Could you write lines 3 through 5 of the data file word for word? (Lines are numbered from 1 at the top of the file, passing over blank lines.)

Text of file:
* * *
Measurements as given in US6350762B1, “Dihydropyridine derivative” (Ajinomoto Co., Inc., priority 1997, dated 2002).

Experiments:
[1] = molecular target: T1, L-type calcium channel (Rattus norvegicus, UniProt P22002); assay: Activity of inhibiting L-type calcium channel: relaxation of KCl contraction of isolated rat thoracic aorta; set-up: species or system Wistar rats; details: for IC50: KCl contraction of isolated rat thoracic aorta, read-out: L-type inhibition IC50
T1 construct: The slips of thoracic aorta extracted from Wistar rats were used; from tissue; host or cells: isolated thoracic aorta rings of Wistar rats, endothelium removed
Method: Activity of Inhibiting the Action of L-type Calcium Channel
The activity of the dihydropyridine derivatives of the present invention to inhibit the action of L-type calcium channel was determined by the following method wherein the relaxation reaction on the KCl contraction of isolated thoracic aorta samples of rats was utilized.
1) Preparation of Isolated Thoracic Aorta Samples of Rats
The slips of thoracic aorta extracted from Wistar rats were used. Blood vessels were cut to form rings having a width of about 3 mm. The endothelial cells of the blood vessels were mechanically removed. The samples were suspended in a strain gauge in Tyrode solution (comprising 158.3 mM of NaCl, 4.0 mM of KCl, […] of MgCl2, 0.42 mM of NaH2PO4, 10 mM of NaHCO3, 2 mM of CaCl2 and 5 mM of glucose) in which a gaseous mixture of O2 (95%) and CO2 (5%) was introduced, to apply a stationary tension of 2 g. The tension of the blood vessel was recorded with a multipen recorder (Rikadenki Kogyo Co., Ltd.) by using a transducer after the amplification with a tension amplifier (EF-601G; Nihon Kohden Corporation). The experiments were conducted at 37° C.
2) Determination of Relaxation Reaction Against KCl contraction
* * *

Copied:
[1] = molecular target: T1, L-type calcium channel (Rattus norvegicus, UniProt P22002); assay: Activity of inhibiting L-type calcium channel: relaxation of KCl contraction of isolated rat thoracic aorta; set-up: species or system Wistar rats; details: for IC50: KCl contraction of isolated rat thoracic aorta, read-out: L-type inhibition IC50
T1 construct: The slips of thoracic aorta extracted from Wistar rats were used; from tissue; host or cells: isolated thoracic aorta rings of Wistar rats, endothelium removed
Method: Activity of Inhibiting the Action of L-type Calcium Channel